Ties that Bind

America and Germany are about so much more than Trump

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Source: DPA

The Paris Climate Accord. Steel and aluminum tariffs. The Iran Deal. It is hard to imagine a rougher patch in transatlantic and US-German relations.

Earlier this month, when we participated in a conference with German and American opinion leaders who had gathered in Washington, DC to assess the relationship and determine concrete actions that will drive the alliance forward, the mood of our German friends reflected this rough patch. There was great pessimism about how much progress can be achieved in shoring up the relationship given the current environment.

Yet we repeat here in writing what we said at the conference: We cannot give in to this pessimism and be defeatist. The trans-Atlantic partnership has been fundamental to the success of our countries over the course of the last 75 years, and even as our governments do not see eye-to-eye on many – or, it sometimes seems, any – issues, maintaining the strength of this relationship over the next 75 years will require non-governmental actors to do all they can to protect – and strengthen – this relationship.

Together – the people of the United States and Germany as much as the governments – we have done remarkable things, and not just in Europe, but increasingly around the world.

Our deep economic ties provide jobs, wealth, and opportunities for our respective people and economies, as well as increased security around the world. German companies in the US employ roughly 700,000 people. Firms like BMW in South Carolina, which has invested $8.9 billion supporting 10,000 jobs and even more at suppliers located in the state, have revitalized entire regions of the country. German direct investment in the US amounted to $255 billion in 2015 – and $372 billion in 2016.

Shared business and economic interests build on shared educational and cultural ties. Generations of Americans have studied in Germany and Germans in America. In the last 16 years, more than 150,000 German students have come to the US and just over 135,000 Americans have visited German universities. And in recent years, the number of Americans studying in Germany has been increasing by 7-8% annually in a sign of growing interest and opportunities. These statistics don’t even include the thousands of high school students spending time in each country or the tens of thousands of American servicemen and women who have been stationed in Germany.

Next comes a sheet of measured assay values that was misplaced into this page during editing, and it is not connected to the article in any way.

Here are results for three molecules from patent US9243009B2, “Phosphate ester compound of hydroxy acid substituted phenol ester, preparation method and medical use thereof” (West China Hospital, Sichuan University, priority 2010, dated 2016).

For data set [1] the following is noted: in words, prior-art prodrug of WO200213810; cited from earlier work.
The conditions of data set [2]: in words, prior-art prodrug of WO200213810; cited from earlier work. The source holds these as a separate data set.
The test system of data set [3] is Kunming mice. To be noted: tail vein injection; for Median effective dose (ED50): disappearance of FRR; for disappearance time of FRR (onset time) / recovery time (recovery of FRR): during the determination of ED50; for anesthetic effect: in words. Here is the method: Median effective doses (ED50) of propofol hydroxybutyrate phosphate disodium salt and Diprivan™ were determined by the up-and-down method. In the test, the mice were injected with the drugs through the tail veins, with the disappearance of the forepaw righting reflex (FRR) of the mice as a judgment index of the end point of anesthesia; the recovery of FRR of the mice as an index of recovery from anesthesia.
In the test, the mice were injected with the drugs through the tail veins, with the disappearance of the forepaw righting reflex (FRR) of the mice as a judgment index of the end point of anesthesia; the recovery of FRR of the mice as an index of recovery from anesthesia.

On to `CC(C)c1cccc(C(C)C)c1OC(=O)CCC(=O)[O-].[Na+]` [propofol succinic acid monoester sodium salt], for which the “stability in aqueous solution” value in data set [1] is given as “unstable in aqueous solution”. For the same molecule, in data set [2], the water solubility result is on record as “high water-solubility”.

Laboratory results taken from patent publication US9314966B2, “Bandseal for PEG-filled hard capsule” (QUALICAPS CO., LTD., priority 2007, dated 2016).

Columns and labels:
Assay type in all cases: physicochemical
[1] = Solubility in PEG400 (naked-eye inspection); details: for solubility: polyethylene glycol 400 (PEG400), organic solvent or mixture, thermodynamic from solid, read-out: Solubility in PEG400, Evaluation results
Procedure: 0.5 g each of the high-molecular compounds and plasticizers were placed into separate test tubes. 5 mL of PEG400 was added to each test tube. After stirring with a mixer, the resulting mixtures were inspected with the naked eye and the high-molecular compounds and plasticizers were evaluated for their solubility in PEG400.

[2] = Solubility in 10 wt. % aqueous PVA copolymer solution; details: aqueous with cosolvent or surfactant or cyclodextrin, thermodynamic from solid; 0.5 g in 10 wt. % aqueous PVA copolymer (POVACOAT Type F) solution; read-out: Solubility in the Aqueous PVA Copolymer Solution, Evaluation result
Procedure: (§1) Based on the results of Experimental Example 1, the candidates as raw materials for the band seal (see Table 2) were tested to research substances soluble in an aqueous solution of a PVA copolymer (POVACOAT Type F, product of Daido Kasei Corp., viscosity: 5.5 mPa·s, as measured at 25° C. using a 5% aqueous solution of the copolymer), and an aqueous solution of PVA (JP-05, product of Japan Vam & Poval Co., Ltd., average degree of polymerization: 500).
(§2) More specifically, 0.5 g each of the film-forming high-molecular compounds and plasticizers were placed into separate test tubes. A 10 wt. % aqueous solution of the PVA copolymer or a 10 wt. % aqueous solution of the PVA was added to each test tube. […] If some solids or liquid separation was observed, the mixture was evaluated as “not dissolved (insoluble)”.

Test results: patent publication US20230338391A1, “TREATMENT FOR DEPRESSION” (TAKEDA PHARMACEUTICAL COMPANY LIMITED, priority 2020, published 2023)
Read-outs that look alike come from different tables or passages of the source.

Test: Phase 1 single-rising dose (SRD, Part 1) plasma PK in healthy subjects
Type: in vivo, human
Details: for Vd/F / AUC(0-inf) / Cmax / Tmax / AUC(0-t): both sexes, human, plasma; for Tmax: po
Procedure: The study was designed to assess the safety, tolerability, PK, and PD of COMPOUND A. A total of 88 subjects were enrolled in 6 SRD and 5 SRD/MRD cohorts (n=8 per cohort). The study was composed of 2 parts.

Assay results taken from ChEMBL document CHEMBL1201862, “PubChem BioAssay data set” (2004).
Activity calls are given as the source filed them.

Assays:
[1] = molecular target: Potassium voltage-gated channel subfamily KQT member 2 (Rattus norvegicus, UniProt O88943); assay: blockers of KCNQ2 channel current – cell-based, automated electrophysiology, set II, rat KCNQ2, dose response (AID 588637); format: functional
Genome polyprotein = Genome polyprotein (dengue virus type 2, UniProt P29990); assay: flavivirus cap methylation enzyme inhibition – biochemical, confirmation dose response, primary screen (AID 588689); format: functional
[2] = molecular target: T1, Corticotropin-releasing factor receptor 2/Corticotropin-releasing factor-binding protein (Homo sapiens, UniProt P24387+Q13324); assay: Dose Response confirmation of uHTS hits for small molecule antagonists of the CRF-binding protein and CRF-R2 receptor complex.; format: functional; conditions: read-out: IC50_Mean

Citizens in both countries increasingly feel as if their concerns are not being addressed.

And even as our governments disagree about how to address major policy challenges, the people of our two countries have an opportunity to tackle a common fundamental challenge that threatens our democratic governments: increasing dissatisfaction among voters resulting from a feeling that the economy is not working for everyday Americans and Germans.  

A recent survey conducted by the American Council on Germany and Atlantik-Brücke found that on both sides of the Atlantic, there is a decline in confidence in democratic institutions – one-third of Germans and Americans have little or no confidence. Clearly, citizens in both countries increasingly feel as if their concerns are not being addressed.

Even as we lament the rise of populist parties and politicians on both sides of the Atlantic that respond to this dissatisfaction, both Germany and the United States are reacting with insufficient urgency to this critical problem. America suffers from a yawning skills gap where millions of well-paying jobs are empty because employers cannot find workers with the skills they need. Skills training is an area where US companies and training institutions can learn a great deal from the Germans. The workforce training structure in Germany between unions, business, and training institutions has important lessons that can inspire the programs we need here for our citizens.

Meanwhile, notwithstanding its advances in technology, Germany trails most of the industrial world in what it calls “digitalization,” or access to the internet and digital commerce. Here Germany can learn a lot from American companies and educators, even in light of our differences around privacy and data protection.

To take advantage of the opportunities, we ought not be fearful of the future but should instead grab it. If you look at Germans and Americans in the post-war period, and especially after the fall of the Berlin Wall, you’ve not seen people marked by fear of the future.

Cooperation on these shared challenges – and cooperation even while our governments continue to disagree on many other issues – will serve as a reminder of the great things Americans and Germans have been able to do when we work together. It will also be a source of pressure for our governments to return to pragmatic problem solving on big policy issues.  

The German-American relationship has had highs and lows, but we remain optimistic about the transatlantic alliance because at the end of the day it is built on a range of shared interests among our people, if not always our governments. By working together on this common challenge of education, training and skills, we can restore confidence in one another.

We believe that, if we engage with intentionality and hard work, the transatlantic relationship with Germany will not simply return to where it was, but will be even stronger.

To contact the authors: columnist@handelsblattgroup.com

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